Thursday, March 18, 2004

An elementary school in Wilmington, N.C., has put in its library a book about two princes who fall in love and “marry,” prompting outrage from the parents of a first-grade girl who brought the book home.

Michael and Tonya Hartsell want to know how the publishers of “King & King,” by Dutch authors Linda De Haan and Stern Nijland, determined it is appropriate for readers age 6 and up, as the publishers claim.

“I was flabbergasted. My child is not old enough to understand something like that, especially when it’s not in our beliefs,” Mr. Hartsell said.

The 32-page book tells the story of Prince Bertie, who rejects the chance to marry a bevy of eligible princesses and, instead, chooses Prince Lee, the brother of one of the royal candidates, as his mate. At the end of the book, the two princes seal their love with a kiss, and they “marry.”

A sequel due out later this spring, “King & King & Family,” describes how Prince Bertie and Prince Lee adopt a little girl named Princess Daisy, according to Nicole Geiger, founder and head of Tricycle Press, the books’ publisher. Tricycle Press is the children’s division of Ten Speed Press of Berkeley, Calif.

“Reality is changing. There are a lot of alternative families in this country, and we publish books for them. We want to show same-sex love as being warm-hearted and sincere. Any child in any situation needs to be recognized. They don’t deserve wrath and scorn,” Ms. Geiger said in a telephone interview.

“You can’t make children feel valuable by validating immoral behavior,” said Robert Knight, director of the Culture and Family Institute, an affiliate of Concerned Women for America. He does not believe children in grade school should be reading “King & King” or its sequel.

Ms. Geiger noted that “King & King” was reviewed by a handful of reputable reviewers of children’s books, including the School Library Journal, Kirkus Reviews, the Horn Books Magazine and Publishers Weekly.

It received honorable mention in the “most unusual book of the year” category for Publishers Weekly 2002 “Off the Cuff Awards.”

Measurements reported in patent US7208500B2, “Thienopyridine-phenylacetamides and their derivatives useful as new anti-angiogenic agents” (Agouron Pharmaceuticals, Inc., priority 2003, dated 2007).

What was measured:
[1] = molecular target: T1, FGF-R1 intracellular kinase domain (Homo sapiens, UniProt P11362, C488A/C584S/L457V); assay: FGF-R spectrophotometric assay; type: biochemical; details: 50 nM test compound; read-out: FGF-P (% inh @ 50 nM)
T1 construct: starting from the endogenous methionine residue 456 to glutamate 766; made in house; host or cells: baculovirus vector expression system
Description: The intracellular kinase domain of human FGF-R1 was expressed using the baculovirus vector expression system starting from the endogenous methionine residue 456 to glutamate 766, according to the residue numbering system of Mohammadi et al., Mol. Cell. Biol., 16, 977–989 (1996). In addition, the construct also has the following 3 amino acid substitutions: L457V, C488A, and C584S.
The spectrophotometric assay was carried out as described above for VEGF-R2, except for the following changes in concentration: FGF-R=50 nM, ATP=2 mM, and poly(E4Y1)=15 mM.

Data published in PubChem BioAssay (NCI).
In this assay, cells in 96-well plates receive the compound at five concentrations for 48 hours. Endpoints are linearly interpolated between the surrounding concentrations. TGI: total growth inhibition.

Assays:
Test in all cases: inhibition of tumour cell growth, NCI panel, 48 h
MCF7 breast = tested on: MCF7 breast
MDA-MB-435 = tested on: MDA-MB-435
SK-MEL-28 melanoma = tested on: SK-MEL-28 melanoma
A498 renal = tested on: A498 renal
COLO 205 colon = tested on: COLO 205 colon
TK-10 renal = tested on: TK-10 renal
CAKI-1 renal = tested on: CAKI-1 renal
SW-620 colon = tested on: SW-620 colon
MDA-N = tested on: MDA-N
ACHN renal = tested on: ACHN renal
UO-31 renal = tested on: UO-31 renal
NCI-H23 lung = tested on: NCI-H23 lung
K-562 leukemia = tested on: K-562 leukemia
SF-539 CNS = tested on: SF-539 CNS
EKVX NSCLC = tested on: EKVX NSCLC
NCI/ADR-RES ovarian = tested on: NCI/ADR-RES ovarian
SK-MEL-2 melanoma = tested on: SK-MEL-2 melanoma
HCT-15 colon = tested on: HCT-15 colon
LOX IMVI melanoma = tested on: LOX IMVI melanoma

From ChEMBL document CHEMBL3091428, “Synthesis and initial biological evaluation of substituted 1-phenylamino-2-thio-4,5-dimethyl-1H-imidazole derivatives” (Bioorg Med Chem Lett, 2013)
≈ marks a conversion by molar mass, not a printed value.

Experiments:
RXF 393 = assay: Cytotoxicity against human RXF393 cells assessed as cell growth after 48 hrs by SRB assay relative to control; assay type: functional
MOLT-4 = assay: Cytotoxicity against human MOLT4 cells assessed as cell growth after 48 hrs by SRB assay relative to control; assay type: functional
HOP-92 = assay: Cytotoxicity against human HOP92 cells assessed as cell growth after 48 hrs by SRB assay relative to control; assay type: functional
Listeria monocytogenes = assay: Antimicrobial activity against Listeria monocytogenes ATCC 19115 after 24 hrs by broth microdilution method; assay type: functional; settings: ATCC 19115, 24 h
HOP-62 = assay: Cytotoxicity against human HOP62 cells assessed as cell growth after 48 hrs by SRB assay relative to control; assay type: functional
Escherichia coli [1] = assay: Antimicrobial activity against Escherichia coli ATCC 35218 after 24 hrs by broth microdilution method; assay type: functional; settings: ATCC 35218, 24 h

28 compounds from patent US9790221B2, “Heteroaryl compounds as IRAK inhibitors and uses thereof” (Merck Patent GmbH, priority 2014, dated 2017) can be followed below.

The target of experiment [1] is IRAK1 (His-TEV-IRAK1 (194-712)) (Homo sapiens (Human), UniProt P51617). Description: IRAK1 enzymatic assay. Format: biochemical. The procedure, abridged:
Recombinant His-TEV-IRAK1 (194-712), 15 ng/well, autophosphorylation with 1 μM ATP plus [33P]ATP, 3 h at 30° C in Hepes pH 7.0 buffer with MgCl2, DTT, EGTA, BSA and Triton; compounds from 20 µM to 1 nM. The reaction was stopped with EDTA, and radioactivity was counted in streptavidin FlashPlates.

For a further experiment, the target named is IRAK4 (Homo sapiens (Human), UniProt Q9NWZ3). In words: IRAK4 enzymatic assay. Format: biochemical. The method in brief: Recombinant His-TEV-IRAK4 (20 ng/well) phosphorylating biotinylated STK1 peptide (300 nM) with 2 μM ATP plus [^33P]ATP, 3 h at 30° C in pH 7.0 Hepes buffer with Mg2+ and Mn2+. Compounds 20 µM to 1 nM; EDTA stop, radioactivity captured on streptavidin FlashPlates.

The San Francisco Chronicle called the tome “progressive” and “inclusive.” The Philadelphia Gay News said it was a “great book to teach young readers about same-sex couples.”

But Mr. Knight is appalled with the message of both “King & King” and “King & King & Family.”

“What a message to send a little girl: that a mommy isn’t necessary,” he said.

Elizabeth Mars, principal of Rachel Freeman Elementary where the Hartsell child got the book, did not return repeated phone calls from The Washington Times yesterday, but she told the Associated Press that “What might be inappropriate for one family, in another family, is a totally acceptable thing.”

The school librarian, Barbara Hawley, declined to say if she knowingly selected a book about homosexual “marriage” for inclusion in the library.

Mr. Knight said the person or persons who chose the book should be fired.

“They were either ignorant of what it was about or think it’s OK to promote the homosexual agenda to schoolchildren,” he said.

The Hartsells plan to file a written complaint with the New Hanover County School District, which has a panel to reviews books whose appropriateness has been challenged.

“A decision will be made after the Media Advisory Committee has completed the appeals process,” said D. John Morris Jr., superintendent of the New Hanover County School District, adding that this is the first complaint he has received about the book.

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